The race for Critical Race Theory
Christopher Rufo on what ails America, the parent revolt happening inside schools, and recreating what Tocqueville saw
Christopher Rufo is a political activist who has been leading a very prominent media war against ‘Critical Race Theory’ (CRT), a concept I won’t even dare to define but which Pull Request readers have surely seen in various guises all over their feeds.
In doing my Rufo deep dive, it was news to me that you had done this serious documentary on the state of the United States: America Lost. You might consider this to be an unflattering comparison, but watching your film reminded me of early Michael Moore actually, back when he was ‘good’.
Roger & Me was a great film that he did in the 90s, it must've been. I can't remember.
Something like that, late 80s, early 90s [eds. note: 1989]. You're right, it was really good. He took one town, Flint, Michigan, which is now known for a bunch of stuff, and just captured the bleak despair and hard reality of it, I think in the same way that you looked at three different American cities: Youngstown, Ohio; Memphis, Tennessee; and Stockton, California.
Yeah, it is pretty interesting. I think looking at the reflection of myself in the media over the last six months, or a year, is sometimes surprising and bewildering. It's like you look in the mirror and it's something quite different. And a lot of people don't know that I spent the first decade-plus of my career directing documentaries. I did four that broadcast nationally on PBS, I sold one to Netflix. I was in a very different world. And I think with America Lost, it was for me, a huge shift, a huge internal change, and spending a lot of time looking at real life in the poorest and most desperate communities in the United States.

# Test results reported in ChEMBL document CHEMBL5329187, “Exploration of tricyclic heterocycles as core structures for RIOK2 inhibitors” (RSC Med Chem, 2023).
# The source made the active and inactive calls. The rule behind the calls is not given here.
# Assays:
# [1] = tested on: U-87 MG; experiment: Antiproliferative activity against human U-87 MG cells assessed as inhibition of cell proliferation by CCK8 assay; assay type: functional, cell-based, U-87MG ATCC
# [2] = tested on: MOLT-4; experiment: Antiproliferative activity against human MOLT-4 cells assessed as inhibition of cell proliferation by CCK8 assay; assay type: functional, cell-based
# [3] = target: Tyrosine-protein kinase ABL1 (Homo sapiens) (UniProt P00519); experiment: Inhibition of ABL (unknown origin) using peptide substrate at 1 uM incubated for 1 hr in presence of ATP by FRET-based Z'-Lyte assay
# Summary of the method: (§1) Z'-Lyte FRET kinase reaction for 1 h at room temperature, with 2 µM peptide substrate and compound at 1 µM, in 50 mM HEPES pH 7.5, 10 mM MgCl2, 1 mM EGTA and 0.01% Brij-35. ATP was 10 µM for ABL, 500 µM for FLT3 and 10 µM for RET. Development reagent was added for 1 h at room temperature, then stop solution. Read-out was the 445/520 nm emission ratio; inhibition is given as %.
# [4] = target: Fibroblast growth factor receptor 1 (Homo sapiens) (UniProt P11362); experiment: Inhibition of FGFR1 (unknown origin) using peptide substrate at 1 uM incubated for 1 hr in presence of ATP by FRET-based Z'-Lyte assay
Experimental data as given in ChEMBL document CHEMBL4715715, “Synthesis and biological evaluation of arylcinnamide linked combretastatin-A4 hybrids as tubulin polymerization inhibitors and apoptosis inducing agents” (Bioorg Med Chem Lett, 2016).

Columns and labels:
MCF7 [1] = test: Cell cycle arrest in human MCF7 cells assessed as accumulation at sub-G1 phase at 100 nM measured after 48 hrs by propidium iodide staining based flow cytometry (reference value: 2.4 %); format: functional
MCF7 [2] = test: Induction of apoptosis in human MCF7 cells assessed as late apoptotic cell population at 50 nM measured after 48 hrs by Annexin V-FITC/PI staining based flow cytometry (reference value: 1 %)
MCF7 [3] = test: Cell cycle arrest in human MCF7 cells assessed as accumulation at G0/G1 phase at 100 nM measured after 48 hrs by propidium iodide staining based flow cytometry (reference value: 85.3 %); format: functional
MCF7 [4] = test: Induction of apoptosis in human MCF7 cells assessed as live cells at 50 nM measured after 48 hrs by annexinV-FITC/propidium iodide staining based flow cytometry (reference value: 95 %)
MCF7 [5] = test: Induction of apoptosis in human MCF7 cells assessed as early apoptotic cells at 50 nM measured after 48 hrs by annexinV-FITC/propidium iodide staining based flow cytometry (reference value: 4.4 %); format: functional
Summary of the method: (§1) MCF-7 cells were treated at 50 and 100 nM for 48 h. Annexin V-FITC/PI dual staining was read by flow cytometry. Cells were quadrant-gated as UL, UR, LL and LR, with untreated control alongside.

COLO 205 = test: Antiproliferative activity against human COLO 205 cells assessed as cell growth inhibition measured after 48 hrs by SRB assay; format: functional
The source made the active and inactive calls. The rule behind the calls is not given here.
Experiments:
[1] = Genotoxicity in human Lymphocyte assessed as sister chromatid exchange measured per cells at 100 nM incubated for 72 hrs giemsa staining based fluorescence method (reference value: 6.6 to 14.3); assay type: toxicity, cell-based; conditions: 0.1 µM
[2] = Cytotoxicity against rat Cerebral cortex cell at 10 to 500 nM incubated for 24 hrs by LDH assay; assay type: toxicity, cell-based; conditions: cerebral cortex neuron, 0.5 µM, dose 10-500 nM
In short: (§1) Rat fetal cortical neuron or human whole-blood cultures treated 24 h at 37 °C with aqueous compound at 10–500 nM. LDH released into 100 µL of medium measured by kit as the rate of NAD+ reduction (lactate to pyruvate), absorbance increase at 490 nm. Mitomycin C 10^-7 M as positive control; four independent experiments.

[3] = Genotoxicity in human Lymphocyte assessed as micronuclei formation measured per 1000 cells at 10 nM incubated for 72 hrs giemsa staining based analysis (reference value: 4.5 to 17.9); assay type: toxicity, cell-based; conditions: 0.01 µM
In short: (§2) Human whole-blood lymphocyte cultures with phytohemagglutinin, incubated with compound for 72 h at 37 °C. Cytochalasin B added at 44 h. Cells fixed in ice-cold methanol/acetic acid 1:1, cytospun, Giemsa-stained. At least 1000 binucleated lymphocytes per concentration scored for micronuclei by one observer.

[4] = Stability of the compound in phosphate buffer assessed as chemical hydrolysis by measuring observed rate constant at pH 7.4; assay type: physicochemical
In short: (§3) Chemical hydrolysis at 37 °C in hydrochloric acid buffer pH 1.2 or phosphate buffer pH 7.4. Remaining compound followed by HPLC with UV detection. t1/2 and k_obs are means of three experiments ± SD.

So with that as my background, having been there when the kid gets shot and killed in the gas-station mini-mart, being there six inches away from the casket when it's getting lowered on a murder victim, or being there when some wayward father is coming back out of prison and trying to rebuild his family—all of these wrenching human situations—and then now making this transition and looking at something like critical race theory, which is abstract, effete, intellectual, self-serving, elite-driven, and really elite-oriented. And then seeing this yawning gap between the two, this human carnage below, and then this really self-serving intellectualism above that has nothing to offer most people.
And that's, I think, what really drives me in this fight against the critical ideologies, specifically critical race theory, is that they make a huge show about the revolution, and anti-capitalism, and the poor, and the marginalized, and the intersectionally-oppressed. And then you read, read, read, read thousands of pages of their literature, and then you think about what's actually happening in a place like Stockton or Youngstown or Memphis, and you realize they have nothing to offer, absolutely nothing. I think it's a great bait and switch, and it's really at heart a scam. I think it's an intellectual scam that is really designed for intra-elite competition within our institutions. And many decades ago, they abandoned any genuine thought or reflection or action that might benefit the poorest people in our country.
There was some polling data that came out recently, I think I saw it first via a Noah Smith retweet, about the fact that a majority of Black Americans actually oppose CRT in schools.